2004
Volume 136, Issue 3
  • ISSN: 0040-7550
  • E-ISSN: 2212-0521

Abstract

Abstract

In the preface to his neoclassical tragedy (1774), Nicolaas Simon van Winter advocates for the gradual abolition of slavery in the Dutch colonies. He declares that he wrote this play in reaction to the brutal executions of African rebels after the nearly successful slave revolt in the Dutch colony of Berbice. The plot, however, centers around the enslavement of the Mexicans by Hernán Cortés in the early sixteenth century. Following Michel-Rolph Trouillot’s notion of ‘silencing’ the past (1995), this article explores the absence of the Dutch Atlantic in . Van Winter’s choice to present enslaved Amerindians under a Spanish yoke, I will argue, is strongly connected to late-eighteenth-century ideas about suppression, the legitimacy of revolt, and ‘race’ in the Dutch Republic.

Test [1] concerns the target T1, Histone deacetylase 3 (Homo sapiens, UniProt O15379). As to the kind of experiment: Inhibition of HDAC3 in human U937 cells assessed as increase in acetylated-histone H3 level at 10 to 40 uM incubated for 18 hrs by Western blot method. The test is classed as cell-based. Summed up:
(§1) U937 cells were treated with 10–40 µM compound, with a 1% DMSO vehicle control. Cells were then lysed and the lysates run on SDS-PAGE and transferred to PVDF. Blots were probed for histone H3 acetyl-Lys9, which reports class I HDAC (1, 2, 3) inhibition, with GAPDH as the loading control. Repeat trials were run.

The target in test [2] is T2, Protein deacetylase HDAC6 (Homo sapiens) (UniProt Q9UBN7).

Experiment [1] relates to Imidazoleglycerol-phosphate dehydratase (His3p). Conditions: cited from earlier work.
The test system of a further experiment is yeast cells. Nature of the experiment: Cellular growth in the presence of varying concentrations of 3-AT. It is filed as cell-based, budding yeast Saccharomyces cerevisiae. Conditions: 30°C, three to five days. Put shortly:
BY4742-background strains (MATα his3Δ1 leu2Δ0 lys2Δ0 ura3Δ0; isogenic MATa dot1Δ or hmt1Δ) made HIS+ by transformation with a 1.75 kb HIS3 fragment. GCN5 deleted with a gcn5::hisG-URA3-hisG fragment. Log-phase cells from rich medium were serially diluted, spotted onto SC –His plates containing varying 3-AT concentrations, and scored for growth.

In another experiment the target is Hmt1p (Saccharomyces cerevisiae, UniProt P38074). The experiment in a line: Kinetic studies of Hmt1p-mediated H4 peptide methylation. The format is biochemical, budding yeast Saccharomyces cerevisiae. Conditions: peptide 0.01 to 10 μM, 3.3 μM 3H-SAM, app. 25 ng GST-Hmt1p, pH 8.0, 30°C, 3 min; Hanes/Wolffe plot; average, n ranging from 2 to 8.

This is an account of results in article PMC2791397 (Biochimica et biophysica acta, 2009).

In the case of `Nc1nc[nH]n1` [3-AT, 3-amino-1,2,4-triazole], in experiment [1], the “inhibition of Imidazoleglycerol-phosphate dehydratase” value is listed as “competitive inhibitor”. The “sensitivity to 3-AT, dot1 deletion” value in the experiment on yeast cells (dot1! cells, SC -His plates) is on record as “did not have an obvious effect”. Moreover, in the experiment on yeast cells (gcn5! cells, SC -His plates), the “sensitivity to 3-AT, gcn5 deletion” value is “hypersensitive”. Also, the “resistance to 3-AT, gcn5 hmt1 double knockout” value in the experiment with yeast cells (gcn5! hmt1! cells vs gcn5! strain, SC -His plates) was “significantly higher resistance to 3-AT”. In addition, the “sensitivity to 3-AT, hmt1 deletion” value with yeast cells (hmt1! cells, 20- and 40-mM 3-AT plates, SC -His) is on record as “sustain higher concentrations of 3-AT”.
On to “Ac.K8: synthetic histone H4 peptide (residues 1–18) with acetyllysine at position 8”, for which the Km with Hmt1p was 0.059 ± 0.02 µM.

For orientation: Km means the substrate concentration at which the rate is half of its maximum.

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2020-01-01
2022-01-21
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